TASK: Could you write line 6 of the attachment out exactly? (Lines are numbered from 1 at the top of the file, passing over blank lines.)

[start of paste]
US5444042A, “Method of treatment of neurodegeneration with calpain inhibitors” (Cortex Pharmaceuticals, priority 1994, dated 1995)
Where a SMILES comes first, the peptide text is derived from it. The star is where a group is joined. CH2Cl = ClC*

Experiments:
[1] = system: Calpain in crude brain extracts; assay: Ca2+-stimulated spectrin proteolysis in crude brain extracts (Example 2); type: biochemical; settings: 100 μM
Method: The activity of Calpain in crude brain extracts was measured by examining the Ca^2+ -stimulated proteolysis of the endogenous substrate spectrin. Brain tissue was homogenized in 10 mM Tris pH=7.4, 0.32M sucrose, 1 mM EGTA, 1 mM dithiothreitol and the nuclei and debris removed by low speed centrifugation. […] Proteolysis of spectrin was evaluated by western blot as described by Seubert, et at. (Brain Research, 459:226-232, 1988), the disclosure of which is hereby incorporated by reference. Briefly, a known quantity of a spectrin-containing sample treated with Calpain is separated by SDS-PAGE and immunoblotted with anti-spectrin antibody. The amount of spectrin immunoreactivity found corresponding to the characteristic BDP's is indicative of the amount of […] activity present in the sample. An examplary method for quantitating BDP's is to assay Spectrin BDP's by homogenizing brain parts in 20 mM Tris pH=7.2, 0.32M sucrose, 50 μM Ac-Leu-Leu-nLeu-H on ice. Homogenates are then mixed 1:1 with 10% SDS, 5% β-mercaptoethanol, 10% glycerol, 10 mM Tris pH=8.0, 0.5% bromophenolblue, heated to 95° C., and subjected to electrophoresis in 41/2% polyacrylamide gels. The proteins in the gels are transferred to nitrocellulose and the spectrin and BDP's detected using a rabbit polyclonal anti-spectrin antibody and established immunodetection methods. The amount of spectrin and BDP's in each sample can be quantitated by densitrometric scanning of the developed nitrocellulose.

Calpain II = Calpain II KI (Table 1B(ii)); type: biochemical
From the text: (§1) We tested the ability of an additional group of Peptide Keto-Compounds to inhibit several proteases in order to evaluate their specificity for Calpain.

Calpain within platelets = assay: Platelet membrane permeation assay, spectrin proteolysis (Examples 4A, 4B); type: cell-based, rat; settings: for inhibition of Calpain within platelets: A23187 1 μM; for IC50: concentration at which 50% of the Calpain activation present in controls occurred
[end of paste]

Calpain II = Calpain II KI (Table 1B(ii)); type: biochemical